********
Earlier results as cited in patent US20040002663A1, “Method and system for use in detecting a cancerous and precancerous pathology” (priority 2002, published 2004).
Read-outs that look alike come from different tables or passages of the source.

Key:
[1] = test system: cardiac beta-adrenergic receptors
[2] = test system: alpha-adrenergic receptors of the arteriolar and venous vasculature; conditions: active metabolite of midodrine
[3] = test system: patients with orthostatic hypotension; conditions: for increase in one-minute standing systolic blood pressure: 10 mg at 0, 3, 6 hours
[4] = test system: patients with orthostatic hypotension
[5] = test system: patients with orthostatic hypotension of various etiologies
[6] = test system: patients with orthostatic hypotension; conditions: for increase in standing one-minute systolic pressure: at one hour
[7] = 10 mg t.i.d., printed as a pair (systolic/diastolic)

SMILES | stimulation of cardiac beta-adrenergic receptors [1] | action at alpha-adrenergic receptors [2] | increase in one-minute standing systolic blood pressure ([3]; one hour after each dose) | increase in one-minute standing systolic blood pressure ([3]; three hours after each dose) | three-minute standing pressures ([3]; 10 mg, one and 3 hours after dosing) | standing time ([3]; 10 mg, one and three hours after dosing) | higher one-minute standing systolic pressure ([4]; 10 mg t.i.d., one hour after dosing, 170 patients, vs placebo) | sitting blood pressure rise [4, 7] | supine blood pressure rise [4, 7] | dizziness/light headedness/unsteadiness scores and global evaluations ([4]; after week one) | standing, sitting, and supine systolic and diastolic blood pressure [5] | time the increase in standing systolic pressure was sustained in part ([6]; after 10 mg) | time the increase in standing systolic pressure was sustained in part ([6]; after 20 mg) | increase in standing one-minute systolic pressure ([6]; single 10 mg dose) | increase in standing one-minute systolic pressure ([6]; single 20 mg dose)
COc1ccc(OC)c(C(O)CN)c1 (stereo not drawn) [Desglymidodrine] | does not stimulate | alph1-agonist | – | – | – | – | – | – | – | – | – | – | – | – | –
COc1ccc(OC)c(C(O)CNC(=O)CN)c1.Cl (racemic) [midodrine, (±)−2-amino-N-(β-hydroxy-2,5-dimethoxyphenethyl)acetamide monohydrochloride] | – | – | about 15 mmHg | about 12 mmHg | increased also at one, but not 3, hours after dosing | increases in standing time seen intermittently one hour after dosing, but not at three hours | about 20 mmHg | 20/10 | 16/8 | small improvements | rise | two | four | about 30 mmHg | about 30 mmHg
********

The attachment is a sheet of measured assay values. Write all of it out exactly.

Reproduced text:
Earlier results as cited in patent US20040002663A1, “Method and system for use in detecting a cancerous and precancerous pathology” (priority 2002, published 2004).
Read-outs that look alike come from different tables or passages of the source.

Key:
[1] = test system: cardiac beta-adrenergic receptors
[2] = test system: alpha-adrenergic receptors of the arteriolar and venous vasculature; conditions: active metabolite of midodrine
[3] = test system: patients with orthostatic hypotension; conditions: for increase in one-minute standing systolic blood pressure: 10 mg at 0, 3, 6 hours
[4] = test system: patients with orthostatic hypotension
[5] = test system: patients with orthostatic hypotension of various etiologies
[6] = test system: patients with orthostatic hypotension; conditions: for increase in standing one-minute systolic pressure: at one hour
[7] = 10 mg t.i.d., printed as a pair (systolic/diastolic)

SMILES | stimulation of cardiac beta-adrenergic receptors [1] | action at alpha-adrenergic receptors [2] | increase in one-minute standing systolic blood pressure ([3]; one hour after each dose) | increase in one-minute standing systolic blood pressure ([3]; three hours after each dose) | three-minute standing pressures ([3]; 10 mg, one and 3 hours after dosing) | standing time ([3]; 10 mg, one and three hours after dosing) | higher one-minute standing systolic pressure ([4]; 10 mg t.i.d., one hour after dosing, 170 patients, vs placebo) | sitting blood pressure rise [4, 7] | supine blood pressure rise [4, 7] | dizziness/light headedness/unsteadiness scores and global evaluations ([4]; after week one) | standing, sitting, and supine systolic and diastolic blood pressure [5] | time the increase in standing systolic pressure was sustained in part ([6]; after 10 mg) | time the increase in standing systolic pressure was sustained in part ([6]; after 20 mg) | increase in standing one-minute systolic pressure ([6]; single 10 mg dose) | increase in standing one-minute systolic pressure ([6]; single 20 mg dose)
COc1ccc(OC)c(C(O)CN)c1 (stereo not drawn) [Desglymidodrine] | does not stimulate | alph1-agonist | – | – | – | – | – | – | – | – | – | – | – | – | –
COc1ccc(OC)c(C(O)CNC(=O)CN)c1.Cl (racemic) [midodrine, (±)−2-amino-N-(β-hydroxy-2,5-dimethoxyphenethyl)acetamide monohydrochloride] | – | – | about 15 mmHg | about 12 mmHg | increased also at one, but not 3, hours after dosing | increases in standing time seen intermittently one hour after dosing, but not at three hours | about 20 mmHg | 20/10 | 16/8 | small improvements | rise | two | four | about 30 mmHg | about 30 mmHg